Why you should think twice before down-sizing your car
I have an old 4WD Station Wagon that still looks and goes okay, but it is bigger than I now need. Most of my motoring is from home to the shops and back, with occasional longer trips and hardly ever any big load. I was thinking of downsizing for lower running costs and also thinking that if I bought a smaller one for the sale price of my big car, I could get something newer. What else should I be considering in this plan? Margaret W.
Your logic sounds good, but there are no certainties in the outcome. Some big old cars hold their value very well, while others become almost unsellable at a fair price. You might have to discount considerably, and will struggle to get a substitute for the same price, even if it is smaller.
You can test the comparatives by taking your car to a dealer, and seeing what you can negotiate as a straight swap – what is formally known as a “trade exchange”. If the values are not the same, then who will pay who and how much? That will give you a real idea of what the outcome of your plan might look like.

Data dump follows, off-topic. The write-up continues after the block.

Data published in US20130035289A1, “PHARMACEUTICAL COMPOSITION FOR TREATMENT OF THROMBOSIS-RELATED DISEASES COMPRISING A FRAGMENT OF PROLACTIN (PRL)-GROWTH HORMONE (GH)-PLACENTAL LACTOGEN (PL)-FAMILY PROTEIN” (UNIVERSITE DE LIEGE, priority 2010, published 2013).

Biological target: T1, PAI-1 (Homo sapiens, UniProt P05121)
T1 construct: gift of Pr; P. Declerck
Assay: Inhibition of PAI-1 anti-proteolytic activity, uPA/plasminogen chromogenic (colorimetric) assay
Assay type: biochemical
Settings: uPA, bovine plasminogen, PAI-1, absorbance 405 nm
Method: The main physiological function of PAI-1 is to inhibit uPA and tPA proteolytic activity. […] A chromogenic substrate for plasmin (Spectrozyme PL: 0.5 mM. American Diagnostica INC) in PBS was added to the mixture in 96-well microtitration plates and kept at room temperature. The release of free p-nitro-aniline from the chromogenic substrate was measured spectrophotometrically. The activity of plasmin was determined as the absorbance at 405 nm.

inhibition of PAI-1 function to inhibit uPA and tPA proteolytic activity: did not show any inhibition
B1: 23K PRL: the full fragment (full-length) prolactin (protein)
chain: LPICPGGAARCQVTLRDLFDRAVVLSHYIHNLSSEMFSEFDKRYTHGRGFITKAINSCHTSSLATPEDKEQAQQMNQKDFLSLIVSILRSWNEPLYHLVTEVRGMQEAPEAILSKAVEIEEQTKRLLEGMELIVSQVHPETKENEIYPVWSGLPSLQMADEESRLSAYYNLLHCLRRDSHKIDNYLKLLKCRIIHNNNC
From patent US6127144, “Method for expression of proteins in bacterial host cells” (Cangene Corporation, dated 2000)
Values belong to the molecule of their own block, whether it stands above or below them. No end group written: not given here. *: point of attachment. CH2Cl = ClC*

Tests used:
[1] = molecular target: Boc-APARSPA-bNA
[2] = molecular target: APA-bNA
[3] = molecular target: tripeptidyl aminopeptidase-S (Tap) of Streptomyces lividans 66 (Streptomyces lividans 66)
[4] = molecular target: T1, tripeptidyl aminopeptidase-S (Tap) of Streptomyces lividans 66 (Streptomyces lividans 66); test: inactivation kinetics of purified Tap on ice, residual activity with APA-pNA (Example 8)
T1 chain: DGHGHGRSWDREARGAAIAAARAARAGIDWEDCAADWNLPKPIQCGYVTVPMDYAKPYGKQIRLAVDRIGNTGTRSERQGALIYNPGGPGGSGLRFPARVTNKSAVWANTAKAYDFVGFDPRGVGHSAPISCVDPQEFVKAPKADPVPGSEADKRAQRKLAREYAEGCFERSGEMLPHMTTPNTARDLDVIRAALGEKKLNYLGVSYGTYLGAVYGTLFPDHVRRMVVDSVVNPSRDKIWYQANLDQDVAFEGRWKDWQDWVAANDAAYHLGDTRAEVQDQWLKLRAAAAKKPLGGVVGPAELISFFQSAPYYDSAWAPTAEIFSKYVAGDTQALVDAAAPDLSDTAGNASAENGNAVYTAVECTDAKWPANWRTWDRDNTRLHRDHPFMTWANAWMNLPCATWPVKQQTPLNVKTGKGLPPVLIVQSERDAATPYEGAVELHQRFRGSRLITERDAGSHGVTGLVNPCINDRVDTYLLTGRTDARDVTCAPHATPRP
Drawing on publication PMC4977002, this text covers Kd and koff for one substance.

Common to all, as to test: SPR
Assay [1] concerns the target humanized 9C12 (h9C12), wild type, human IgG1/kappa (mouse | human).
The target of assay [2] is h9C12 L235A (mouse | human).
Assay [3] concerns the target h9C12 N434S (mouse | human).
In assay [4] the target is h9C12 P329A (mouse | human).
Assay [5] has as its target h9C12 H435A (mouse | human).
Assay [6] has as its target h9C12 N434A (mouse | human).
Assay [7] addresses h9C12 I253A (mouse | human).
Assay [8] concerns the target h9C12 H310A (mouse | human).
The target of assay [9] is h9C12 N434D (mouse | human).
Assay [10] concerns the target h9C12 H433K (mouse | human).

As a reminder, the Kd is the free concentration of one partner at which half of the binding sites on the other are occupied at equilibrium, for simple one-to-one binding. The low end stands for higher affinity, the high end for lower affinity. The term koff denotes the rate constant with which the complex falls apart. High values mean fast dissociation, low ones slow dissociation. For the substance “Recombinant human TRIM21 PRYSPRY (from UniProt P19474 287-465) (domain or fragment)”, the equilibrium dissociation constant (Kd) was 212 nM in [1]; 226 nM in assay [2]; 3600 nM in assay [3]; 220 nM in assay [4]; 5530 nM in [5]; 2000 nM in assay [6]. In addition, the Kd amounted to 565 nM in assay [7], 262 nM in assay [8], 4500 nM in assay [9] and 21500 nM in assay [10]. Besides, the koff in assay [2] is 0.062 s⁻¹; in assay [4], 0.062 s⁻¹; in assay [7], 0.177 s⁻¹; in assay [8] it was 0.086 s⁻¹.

Meanwhile, you know your big old car. You do not know for certain the newer, smaller one that will take its place. In like-for-like use (within their design capacities) smaller cars are likely to be more fuel economical than bigger ones but will also wear out (age) faster.
What will be their reliability and durability for the next, say, four years, and what might be their residual values at the end of that period? There will almost certainly be a difference in their ride comfort (after years driving a big 4WD a small car will feel like a roller-skate) and if the two crashed into each other the bigger one and its occupant(s) are likely to be safer and less damaged. That is not a certainty, but it is a strong probability.
So, while the superficial logic of running-cost savings is apparent, the reality is less simple. Aside from the technical and market factors, your decision will also depend on whether it is essential for you to reduce your motoring costs, or whether you just think it is sensible to scale down your transport to fit current motoring needs.
I hope that gives you some thought starters. To go beyond that I would need to know exactly what make and model your old 4WD is. Some of those are worth millions and will sell in a blink even when 20 years old or more, others fall into a market gap of being too old for rich buyers (who can afford newer) and too expensive to run for budget motorists even if their purchase price is rock bottom. Then, what actual class of car do you have in mind as your runabout?
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